Frederick III of Sicily

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Frederick II (or III) (13 December 1272 – 25 June 1337) was the regent (from 1291) and subsequently King of Sicily from 1295 until his death. He was the third son of Peter III of Aragon and served in the War of the Sicilian Vespers on behalf of his father and brothers, Alfonso and James. He was confirmed as King of Trinacria (another name for the island of Sicily) by the Peace of Caltabellotta in 1302. His reign saw important constitutional reforms: the Constitutiones regales, Capitula alia, and Ordinationes generales.

Contents

Name

Although the second Frederick of Sicily, he chose to call himself "Frederick III" (being one of the rare medieval monarchs who actually used a regnal number) — presumably because only some fifty years before, his well-known and remembered great-grandfather had reigned Sicily and also used an official ordinal: Fridericus secundus, imperator etc.. Thus, Fridericus tertius was better in line with the precedent of his ancestor's ordinal. However, an anecdote attributes Frederick's choice of numeral to him being the third son of Peter. The next man called Frederick to occupy the Sicilian throne was dubbed by later generations of historians as Frederick III: Frederick III the Simple, though he himself did not use an ordinal.

Biography

Early years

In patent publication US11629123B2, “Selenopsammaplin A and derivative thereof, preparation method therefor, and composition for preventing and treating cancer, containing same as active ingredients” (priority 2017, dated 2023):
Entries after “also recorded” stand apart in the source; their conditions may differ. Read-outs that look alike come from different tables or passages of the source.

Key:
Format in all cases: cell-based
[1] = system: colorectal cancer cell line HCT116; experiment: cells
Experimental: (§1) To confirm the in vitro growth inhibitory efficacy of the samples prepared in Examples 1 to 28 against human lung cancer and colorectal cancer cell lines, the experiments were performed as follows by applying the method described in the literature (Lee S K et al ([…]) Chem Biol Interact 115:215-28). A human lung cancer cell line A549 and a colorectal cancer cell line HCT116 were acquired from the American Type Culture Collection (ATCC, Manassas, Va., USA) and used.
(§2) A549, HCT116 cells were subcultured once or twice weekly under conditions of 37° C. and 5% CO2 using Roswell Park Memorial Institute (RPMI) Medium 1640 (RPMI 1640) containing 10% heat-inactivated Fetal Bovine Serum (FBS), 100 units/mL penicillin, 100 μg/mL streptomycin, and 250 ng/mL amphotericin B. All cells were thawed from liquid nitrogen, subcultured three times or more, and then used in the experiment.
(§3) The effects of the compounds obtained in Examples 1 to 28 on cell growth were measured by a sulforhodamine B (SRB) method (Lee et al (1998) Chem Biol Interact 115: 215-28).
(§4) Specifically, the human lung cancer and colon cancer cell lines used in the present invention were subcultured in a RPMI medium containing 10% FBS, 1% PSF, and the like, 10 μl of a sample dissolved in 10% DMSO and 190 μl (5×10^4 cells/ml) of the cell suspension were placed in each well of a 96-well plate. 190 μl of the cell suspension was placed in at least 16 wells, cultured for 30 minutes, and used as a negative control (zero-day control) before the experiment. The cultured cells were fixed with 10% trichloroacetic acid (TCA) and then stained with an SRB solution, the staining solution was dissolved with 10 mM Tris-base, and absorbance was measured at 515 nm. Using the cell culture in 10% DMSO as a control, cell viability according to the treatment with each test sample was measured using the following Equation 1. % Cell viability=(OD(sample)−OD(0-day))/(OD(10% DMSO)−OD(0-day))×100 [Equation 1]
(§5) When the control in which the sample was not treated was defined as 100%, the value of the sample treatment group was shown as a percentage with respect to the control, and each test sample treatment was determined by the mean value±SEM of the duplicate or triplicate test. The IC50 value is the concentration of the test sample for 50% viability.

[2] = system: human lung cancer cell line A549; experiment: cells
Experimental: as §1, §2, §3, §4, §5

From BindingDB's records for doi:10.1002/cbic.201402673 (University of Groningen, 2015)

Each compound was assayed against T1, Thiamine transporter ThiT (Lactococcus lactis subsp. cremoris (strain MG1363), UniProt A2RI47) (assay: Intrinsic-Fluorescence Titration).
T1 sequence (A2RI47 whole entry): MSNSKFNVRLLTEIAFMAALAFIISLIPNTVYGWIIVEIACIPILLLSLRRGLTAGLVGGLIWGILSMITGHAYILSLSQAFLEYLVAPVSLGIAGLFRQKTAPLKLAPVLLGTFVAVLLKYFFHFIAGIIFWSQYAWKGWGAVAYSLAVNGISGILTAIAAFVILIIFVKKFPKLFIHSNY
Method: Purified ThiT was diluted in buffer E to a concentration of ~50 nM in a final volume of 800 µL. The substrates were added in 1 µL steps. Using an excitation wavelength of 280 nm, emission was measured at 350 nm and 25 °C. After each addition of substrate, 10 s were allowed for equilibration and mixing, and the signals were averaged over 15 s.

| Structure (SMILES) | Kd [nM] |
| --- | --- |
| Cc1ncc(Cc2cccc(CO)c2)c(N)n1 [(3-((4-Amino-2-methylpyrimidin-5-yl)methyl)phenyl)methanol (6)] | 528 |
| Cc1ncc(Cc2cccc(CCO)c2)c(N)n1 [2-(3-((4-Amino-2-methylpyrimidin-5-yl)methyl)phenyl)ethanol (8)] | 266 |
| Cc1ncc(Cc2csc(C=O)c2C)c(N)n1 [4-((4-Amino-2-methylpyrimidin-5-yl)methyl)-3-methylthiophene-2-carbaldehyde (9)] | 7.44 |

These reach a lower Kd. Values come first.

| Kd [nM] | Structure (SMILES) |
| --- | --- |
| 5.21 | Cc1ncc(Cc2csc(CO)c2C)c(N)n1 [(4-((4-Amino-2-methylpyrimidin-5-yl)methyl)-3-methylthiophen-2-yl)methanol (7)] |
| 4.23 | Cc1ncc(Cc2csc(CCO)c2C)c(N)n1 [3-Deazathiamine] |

Frederick was born in Barcelona to Peter III of Aragon and Constantia of Sicily, daughter of King Manfred of Sicily.

When his father died in 1285, he left the Kingdom of Aragon to his eldest son, Alfonso, and that of Sicily to his second son, James. When Alfonso died in 1291, James became king of Aragon and left Frederick as regent in Sicily. The war between the Angevins, who contested the title to Sicily from their peninsular possessions centred around Naples (the so-called Kingdom of Naples), and the Aragonese for the possession of the island was still in progress, and although the Aragonese were successful in Italy, James’ position in Spain became very insecure due to internal troubles and French attacks. Peace negotiations were begun with Charles II of Naples, but were interrupted by the successive deaths of two popes. At last, under the auspices of Pope Boniface VIII, James concluded a shameful treaty, by which, in exchange for being left undisturbed in Aragon and promised possession of Sardinia and Corsica, he gave up Sicily to the Church, for whom it was to be held by the Angevins (Treaty of Anagni, 10 June 1295). The Sicilians refused to be made over once more to the hated French they had expelled in 1282 (in the Sicilian Vespers), and found a national leader in the regent Frederick. In vain the pope tried to bribe him with promises and dignities; he was determined to stand by his subjects, and was crowned king by the nobles at Palermo in 1296. Young, brave, and handsome, he won the love and devotion of his people, and guided them through long years of storm and stress with wisdom and ability.

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